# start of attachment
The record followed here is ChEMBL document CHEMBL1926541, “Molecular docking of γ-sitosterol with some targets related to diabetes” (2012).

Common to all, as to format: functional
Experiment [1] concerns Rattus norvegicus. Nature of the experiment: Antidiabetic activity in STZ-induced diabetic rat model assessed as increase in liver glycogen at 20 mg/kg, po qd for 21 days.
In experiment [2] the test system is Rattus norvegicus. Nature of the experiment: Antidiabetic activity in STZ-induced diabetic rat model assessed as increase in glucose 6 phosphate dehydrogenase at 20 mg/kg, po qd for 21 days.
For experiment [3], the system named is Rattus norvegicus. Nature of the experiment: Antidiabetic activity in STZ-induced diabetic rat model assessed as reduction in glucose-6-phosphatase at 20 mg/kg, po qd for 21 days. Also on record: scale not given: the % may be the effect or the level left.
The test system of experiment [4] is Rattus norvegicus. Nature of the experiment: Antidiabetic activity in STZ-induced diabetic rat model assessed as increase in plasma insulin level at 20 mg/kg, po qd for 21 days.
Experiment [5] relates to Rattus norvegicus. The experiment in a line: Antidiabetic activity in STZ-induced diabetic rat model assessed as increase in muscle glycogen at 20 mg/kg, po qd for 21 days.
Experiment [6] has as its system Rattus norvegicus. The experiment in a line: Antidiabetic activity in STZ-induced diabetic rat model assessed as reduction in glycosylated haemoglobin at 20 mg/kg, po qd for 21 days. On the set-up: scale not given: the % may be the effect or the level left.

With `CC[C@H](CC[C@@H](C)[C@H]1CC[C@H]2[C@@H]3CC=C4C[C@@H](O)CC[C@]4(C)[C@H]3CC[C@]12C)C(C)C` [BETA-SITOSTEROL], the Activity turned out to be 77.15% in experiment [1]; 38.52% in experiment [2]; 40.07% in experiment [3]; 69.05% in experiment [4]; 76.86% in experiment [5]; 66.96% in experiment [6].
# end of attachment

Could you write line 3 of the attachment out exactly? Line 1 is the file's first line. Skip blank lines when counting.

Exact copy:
Experiment [1] concerns Rattus norvegicus. Nature of the experiment: Antidiabetic activity in STZ-induced diabetic rat model assessed as increase in liver glycogen at 20 mg/kg, po qd for 21 days.